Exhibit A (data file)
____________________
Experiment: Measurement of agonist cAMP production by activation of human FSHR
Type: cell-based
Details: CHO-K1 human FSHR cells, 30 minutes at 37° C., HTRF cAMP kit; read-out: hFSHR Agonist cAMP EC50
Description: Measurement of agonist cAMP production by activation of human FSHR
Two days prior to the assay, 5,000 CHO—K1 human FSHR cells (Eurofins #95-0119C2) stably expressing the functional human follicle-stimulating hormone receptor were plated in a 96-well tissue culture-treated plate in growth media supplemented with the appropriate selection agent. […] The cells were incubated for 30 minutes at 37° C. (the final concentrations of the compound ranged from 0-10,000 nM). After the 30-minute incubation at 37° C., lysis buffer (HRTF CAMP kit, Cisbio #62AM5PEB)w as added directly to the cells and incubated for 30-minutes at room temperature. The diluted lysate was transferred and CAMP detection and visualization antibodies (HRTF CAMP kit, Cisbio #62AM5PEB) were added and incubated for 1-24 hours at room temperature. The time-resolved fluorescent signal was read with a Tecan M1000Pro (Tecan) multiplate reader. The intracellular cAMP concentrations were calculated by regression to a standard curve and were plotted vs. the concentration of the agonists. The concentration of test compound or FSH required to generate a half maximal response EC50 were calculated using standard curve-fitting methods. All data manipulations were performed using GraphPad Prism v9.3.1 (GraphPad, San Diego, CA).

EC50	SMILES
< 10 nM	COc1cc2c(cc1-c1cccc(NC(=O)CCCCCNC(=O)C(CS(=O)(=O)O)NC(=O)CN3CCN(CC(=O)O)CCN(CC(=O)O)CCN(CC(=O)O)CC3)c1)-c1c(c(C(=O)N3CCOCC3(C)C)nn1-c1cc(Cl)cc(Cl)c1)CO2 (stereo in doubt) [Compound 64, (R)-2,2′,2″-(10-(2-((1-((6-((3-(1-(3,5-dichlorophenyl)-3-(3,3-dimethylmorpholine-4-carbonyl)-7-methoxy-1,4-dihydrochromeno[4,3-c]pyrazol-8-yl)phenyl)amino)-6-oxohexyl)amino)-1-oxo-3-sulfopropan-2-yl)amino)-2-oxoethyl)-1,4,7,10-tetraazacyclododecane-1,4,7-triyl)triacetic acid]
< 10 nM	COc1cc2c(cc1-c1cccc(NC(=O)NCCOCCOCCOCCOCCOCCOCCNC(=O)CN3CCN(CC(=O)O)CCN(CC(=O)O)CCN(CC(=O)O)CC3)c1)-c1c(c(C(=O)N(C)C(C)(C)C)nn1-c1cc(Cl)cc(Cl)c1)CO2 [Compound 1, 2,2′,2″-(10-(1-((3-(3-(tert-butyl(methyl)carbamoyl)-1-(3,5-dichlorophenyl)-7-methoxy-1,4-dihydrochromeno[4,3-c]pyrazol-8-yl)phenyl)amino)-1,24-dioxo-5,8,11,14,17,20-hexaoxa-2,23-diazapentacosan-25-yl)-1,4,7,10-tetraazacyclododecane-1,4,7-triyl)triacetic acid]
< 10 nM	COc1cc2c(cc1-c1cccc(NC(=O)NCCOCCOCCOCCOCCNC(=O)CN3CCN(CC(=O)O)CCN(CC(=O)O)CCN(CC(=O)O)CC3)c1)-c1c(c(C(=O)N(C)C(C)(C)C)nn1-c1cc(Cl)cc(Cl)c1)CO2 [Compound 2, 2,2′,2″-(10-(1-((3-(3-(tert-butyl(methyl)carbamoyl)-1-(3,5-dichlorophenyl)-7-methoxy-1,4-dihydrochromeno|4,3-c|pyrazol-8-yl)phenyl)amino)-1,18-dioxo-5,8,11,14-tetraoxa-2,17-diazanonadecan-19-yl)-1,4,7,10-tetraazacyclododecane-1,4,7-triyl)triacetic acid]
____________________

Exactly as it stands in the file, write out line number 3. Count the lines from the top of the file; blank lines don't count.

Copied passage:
Details: CHO-K1 human FSHR cells, 30 minutes at 37° C., HTRF cAMP kit; read-out: hFSHR Agonist cAMP EC50